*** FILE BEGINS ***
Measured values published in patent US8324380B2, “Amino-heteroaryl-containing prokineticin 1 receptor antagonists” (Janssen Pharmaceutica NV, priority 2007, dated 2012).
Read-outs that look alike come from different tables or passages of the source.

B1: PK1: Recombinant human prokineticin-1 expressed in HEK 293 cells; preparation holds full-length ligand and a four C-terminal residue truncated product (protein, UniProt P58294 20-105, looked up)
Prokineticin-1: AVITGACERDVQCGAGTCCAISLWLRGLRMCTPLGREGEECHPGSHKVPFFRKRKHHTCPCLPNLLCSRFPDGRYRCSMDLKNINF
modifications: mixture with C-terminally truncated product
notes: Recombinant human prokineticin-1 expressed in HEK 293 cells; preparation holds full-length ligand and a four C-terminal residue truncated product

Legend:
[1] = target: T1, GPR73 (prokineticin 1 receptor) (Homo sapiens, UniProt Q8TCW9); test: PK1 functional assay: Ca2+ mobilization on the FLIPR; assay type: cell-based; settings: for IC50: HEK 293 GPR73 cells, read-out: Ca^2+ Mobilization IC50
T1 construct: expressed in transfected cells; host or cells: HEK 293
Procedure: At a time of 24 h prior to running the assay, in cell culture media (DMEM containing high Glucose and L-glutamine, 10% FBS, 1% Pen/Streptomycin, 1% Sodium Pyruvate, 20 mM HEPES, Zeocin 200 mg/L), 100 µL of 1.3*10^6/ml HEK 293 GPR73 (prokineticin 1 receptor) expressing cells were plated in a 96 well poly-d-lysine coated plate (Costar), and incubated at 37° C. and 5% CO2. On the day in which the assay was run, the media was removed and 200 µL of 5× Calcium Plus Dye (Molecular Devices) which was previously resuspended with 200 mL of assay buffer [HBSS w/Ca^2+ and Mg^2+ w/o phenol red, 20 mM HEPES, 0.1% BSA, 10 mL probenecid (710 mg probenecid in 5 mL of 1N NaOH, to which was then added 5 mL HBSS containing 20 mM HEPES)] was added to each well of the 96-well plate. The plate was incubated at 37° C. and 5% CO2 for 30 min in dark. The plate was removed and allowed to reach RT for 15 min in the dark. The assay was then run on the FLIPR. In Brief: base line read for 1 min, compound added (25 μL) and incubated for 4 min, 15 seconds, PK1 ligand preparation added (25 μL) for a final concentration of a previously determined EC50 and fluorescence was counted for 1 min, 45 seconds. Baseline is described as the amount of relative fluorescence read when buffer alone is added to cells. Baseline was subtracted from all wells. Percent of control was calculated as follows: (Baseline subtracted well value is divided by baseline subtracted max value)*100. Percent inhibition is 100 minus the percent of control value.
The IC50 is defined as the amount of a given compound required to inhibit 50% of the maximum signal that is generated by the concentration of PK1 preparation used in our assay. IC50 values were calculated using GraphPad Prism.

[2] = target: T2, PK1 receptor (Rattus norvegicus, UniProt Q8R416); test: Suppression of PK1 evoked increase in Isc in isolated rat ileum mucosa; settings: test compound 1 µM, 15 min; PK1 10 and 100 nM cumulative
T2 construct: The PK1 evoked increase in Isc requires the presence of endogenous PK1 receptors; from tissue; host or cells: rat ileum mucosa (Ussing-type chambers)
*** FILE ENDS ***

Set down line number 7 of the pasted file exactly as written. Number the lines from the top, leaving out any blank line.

Legend: